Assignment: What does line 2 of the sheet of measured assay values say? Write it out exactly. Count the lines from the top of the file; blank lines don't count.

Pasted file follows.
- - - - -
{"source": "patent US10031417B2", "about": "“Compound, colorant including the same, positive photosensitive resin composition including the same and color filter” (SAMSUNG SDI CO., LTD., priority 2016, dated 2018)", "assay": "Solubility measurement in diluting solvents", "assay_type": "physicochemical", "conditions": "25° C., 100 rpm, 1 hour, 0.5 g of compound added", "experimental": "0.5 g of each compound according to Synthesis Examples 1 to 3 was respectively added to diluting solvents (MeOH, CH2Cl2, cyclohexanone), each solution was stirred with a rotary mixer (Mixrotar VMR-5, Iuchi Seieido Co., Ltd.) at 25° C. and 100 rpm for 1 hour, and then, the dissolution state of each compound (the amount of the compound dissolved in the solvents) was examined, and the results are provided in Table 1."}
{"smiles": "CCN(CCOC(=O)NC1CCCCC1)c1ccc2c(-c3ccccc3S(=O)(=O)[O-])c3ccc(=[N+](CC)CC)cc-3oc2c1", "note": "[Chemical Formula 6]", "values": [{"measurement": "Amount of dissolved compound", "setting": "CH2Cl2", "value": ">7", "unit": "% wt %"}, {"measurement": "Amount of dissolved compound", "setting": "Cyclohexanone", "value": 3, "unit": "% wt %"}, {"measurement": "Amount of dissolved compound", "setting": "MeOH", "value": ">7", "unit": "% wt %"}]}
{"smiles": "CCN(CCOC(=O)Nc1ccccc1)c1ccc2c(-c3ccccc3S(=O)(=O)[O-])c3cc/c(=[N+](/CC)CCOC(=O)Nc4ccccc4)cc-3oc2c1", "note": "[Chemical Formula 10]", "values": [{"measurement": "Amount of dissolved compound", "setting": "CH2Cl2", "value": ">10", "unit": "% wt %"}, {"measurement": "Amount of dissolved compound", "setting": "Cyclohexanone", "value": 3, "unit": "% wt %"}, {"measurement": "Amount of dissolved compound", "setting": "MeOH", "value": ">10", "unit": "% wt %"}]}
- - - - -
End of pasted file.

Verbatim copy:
{"smiles": "CCN(CCOC(=O)NC1CCCCC1)c1ccc2c(-c3ccccc3S(=O)(=O)[O-])c3ccc(=[N+](CC)CC)cc-3oc2c1", "note": "[Chemical Formula 6]", "values": [{"measurement": "Amount of dissolved compound", "setting": "CH2Cl2", "value": ">7", "unit": "% wt %"}, {"measurement": "Amount of dissolved compound", "setting": "Cyclohexanone", "value": 3, "unit": "% wt %"}, {"measurement": "Amount of dissolved compound", "setting": "MeOH", "value": ">7", "unit": "% wt %"}]}